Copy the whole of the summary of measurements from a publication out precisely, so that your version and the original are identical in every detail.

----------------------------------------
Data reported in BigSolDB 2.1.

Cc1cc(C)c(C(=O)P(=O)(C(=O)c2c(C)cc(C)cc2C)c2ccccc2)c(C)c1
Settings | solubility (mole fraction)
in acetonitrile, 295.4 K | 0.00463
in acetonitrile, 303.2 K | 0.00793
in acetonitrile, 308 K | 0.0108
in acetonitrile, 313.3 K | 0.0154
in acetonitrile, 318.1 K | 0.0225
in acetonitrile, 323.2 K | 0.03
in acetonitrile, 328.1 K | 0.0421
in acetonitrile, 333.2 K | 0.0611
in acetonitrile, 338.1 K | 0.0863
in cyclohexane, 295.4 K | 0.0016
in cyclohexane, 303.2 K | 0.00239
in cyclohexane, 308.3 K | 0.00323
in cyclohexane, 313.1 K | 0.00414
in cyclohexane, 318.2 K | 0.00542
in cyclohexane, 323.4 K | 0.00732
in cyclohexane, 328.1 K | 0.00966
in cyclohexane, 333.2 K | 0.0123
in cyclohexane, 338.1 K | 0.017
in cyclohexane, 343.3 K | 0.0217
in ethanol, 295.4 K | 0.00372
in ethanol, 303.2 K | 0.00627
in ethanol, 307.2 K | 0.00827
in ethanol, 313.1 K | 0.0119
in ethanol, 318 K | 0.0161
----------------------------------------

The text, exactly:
Data reported in BigSolDB 2.1.

Cc1cc(C)c(C(=O)P(=O)(C(=O)c2c(C)cc(C)cc2C)c2ccccc2)c(C)c1
Settings | solubility (mole fraction)
in acetonitrile, 295.4 K | 0.00463
in acetonitrile, 303.2 K | 0.00793
in acetonitrile, 308 K | 0.0108
in acetonitrile, 313.3 K | 0.0154
in acetonitrile, 318.1 K | 0.0225
in acetonitrile, 323.2 K | 0.03
in acetonitrile, 328.1 K | 0.0421
in acetonitrile, 333.2 K | 0.0611
in acetonitrile, 338.1 K | 0.0863
in cyclohexane, 295.4 K | 0.0016
in cyclohexane, 303.2 K | 0.00239
in cyclohexane, 308.3 K | 0.00323
in cyclohexane, 313.1 K | 0.00414
in cyclohexane, 318.2 K | 0.00542
in cyclohexane, 323.4 K | 0.00732
in cyclohexane, 328.1 K | 0.00966
in cyclohexane, 333.2 K | 0.0123
in cyclohexane, 338.1 K | 0.017
in cyclohexane, 343.3 K | 0.0217
in ethanol, 295.4 K | 0.00372
in ethanol, 303.2 K | 0.00627
in ethanol, 307.2 K | 0.00827
in ethanol, 313.1 K | 0.0119
in ethanol, 318 K | 0.0161